[Image courtesy of 20th Century Fox]
Live action films based on anime and manga and have a checkered history, with some drawing the ire of critics and moviegoers alike. This even affects films based on anime-inspired properties such as the dismal adaptation of the popular cartoon ‘Avatar: The Last Airbender’. Next to some of these films, ‘Alita: Battle Angel’ looks like the saving grace of films based on anime and manga due to its general competence. However, as a standalone film, it rarely leaves the realm of ‘okay’.
‘Alita: Battle Angel’ is set in the far future and explores the life of Alita (Rosa Salazar), a cyborg found in a junkyard by a scientist named Ido (Christoph Waltz). After Ido rebuilds her, she wakes up with no memory of her past but an eagerness to learn.
She meets Hugo (Keean Johnson), a boy who wishes to travel up to the sky city of Zalem. He teaches her Motorball, a dangerous sport involving robots fighting to keep hold of a ball, often to the point of killing their opponents.
After finding out Ido is a bounty hunter, Alita decides to become one herself but is met with resistance from a protective Ido. She ends up helping him fight criminals anyway, which not only reveals some of her memories but also paints a big target on her back. Vector (Mahershala Ali), a wealthy man who rigs Motorball matches, sends a strong cyborg after her.
One of the first things I noticed was the CGI, which fits the robotics-based storyline by diving straight into the uncanny valley. Perhaps in an attempt to mimic the anime aesthetic, the filmmakers decided to take natural-looking eyes and expand them until they look like they belong on the baby daughter of a demon. It’s very offputting, though it does come with the benefit of making the character sympathetic. A lot of the CGI both in the backgrounds and the action scenes looks fake, which is a shame because the action scenes are well-choreographed and for the most part provide a good balance between speed and visibility.
Another thing I noticed was the whitewashing and the awkward way Ido was shoved into a role for a white man. I almost laughed when I saw that the name ‘Daisuke Ido’ from the manga had been changed to ‘Dyson Ido’. Now, whitewashing is a complicated and controversial topic, but no matter where you stand on that debate, chances are we can agree that this attempt to make whitewashing work for the film is a little silly. I would have preferred it if they had changed the name entirely.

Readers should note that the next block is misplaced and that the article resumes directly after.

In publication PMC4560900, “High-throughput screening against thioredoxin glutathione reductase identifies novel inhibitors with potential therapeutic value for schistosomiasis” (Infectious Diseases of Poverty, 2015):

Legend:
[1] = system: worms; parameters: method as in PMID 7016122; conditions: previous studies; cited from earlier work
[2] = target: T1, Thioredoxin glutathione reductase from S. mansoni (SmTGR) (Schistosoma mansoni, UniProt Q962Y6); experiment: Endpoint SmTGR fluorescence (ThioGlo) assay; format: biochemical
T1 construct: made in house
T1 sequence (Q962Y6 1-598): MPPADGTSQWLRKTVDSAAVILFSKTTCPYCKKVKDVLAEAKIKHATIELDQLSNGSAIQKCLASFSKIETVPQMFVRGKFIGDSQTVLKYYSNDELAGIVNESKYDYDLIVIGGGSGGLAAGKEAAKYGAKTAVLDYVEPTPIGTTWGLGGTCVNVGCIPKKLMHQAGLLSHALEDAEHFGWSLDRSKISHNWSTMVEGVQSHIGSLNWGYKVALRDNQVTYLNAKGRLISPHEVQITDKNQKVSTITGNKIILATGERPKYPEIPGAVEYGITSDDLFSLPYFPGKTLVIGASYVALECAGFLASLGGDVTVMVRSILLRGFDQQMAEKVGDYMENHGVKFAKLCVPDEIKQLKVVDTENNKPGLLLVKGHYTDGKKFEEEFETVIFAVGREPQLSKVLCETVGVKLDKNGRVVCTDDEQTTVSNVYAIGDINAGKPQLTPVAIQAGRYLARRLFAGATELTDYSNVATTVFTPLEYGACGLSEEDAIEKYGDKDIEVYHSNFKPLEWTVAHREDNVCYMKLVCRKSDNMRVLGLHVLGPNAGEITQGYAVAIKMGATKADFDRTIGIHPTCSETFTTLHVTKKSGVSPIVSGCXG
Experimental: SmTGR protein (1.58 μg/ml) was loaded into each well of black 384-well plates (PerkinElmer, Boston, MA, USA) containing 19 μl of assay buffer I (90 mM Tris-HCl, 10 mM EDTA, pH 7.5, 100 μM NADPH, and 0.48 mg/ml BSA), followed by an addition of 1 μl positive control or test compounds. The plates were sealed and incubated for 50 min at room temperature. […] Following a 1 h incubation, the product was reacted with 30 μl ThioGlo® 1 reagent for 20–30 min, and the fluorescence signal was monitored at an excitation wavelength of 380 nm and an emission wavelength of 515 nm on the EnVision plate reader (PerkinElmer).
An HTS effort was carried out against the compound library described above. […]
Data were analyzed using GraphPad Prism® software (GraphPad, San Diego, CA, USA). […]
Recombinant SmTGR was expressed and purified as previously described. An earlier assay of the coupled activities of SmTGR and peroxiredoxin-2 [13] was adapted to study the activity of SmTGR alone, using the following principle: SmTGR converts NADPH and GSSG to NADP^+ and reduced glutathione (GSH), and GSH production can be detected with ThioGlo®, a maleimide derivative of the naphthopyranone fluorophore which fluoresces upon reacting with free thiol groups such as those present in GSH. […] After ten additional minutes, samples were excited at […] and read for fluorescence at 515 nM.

Going past politics, most of the characters are bland but serviceable, with an exception being Alita. She is great at garnering sympathy, likely due to those big puppy dog eyes and Rosa Salazar’s successful portrayal of youthful naivety. She has some depth to her as well, with her stubbornness and eagerness to fight contrasted with her kindness and innocence. The screenwriters knew how to add depth to the characters as some of the other characters display moral ambiguity, yet they paradoxically couldn’t make many of them interesting.
Hugo and Alita’s romance, while sweet at times, is at other times boring and sappy. The actors have decent chemistry but the dialogue doesn’t give them much to work with.
The story is chock full of science fiction cliches, from a sky city and an innocent robot girl to morally ambiguous bounty hunters and a shady sport involving robots. These cliches are handled competently but are scarcely put in a new direction. The plot twists are sufficiently surprising but hardly mind-blowing, with one exception.
I will not spoil the ending but I will say that its tone gave me respect for the film as it took a slight risk and genuinely shocked me.
Aside from the ending, is this film really a saviour of anime and manga film adaptations? No, it’s a passable film with its fair share of positives and negatives in all areas of production from the writing to the CGI. Perhaps this will lead to excellent films that actually save live-action films based on anime and manga, but for now, this is a satisfactory science fiction film that doesn’t quite rock the boat but is enjoyable enough to make the two hours spent watching it not feel like a waste of time.